Thoughts about My Father

My absent father was a key central figure in my life, in a much bigger way than he might have been if he had been there all the time. Because he wasn’t there, I obsessed about that hole in my life. Through a process of continual questioning, I learned that he loved us kids and had been committed to us during the time that he lived in New York. He had divorced my mom before I turned 2, but he had stayed close to us, they would say.

Yet, I remember that on one visit when I was about 6 years old, I could not recognize him. He had seen me just a few weeks before this visit, I was told, but I couldn’t remember his face, and I was a little afraid of this stranger before me. How had I forgotten him? I felt so lost that day, but he was kind, and we had a great experience at the theme park where he took us. However, after that visit, I don’t remember any others. In fact, I have only fuzzy, several seconds-long memories of my father even on that single day of his visit.

Where did all the memories go? I never understood why I kept forgetting this man who filled my imagination with exciting dreams. The dreams were typical: One day, my daddy would come for me, apologize to my mom for ever leaving, and take us somewhere to live in a house on a lovely, grassy piece of land with trees, babbling brooks, and bright sunlight. We would be happy there, and I would finally have my own mom and dad.

Growing up, I felt aggravated at the thought that there was an image of my father somewhere in the back of my mind that I couldn’t access. In fact, there were years of experiences that had been erased from my memory banks. I knew that bad experiences could cause amnesia, and it made me wonder. Could some trauma have caused his image to be removed from my mind? I didn’t want to believe that my father had abused me. My family assured me that such a thing would never have even crossed my dad’s mind. Okay, so maybe it was some other trauma, I reasoned. But another thought niggled in my mind: even if he had been a perfect father, where was he? Still, I prayed all the time that God would give me the chance to meet him.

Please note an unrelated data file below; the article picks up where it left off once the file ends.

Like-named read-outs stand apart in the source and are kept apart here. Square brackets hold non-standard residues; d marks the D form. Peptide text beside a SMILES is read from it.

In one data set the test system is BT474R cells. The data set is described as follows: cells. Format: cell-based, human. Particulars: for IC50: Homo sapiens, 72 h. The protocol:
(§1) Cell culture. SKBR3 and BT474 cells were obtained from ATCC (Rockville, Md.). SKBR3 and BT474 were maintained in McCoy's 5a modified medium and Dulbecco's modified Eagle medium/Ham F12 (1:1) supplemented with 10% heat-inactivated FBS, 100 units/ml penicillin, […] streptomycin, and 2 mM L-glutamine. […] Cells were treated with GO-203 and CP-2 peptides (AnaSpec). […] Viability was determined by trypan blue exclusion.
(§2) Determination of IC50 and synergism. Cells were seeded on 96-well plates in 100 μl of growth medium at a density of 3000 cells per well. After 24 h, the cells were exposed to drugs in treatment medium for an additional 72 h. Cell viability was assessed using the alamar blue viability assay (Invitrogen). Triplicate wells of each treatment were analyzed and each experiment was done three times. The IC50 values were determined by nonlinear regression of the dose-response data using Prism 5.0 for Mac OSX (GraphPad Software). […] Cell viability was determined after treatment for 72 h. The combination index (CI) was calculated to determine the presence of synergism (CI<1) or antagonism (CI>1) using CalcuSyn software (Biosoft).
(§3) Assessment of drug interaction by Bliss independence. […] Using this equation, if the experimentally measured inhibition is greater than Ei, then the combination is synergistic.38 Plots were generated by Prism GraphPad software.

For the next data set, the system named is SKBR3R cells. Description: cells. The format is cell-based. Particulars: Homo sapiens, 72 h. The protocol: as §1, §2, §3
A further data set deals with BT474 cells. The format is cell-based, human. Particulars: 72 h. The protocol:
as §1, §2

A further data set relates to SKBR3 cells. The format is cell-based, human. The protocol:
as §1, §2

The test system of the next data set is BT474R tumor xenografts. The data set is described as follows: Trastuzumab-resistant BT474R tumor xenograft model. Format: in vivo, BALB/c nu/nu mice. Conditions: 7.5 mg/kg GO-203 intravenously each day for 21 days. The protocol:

Every night, I prayed for every one of my family members by name. My grandfather had taught me to group the aunts in order by age and then to follow their individual family trees beneath them. My dad came under my mother, but I was listed under my grandparents with my oldest biological brother whom they had also raised. I grouped my other biological brother under the aunt who raised my brother.

My aunt’s house was another fun place for me. The basement was filled with toys, all crowded into built-in wooden chest benches that lined the walls of the large room. They had a traditional family unit of a mom, dad, and three kids in a two-story house in the suburbs. I loved my time there, and I dreamed of staying and living with them.

My prayers for my dad had evolved through the years, but the first time they shifted was at the age of 11. I remember being rejected by a boy named Kenneth. It was then that I realized that I was going through an awkward stage, and in that moment, it felt like I was going to be ugly and unwanted forever. Yet, my family kept promising me that this was only a short stage, and that of
course I was still beautiful.

“Lord, please wait until I’m pretty again,” I remember praying. “Don’t let him see me now. What if I make a terrible impression on him, losing my chance with him forever!”

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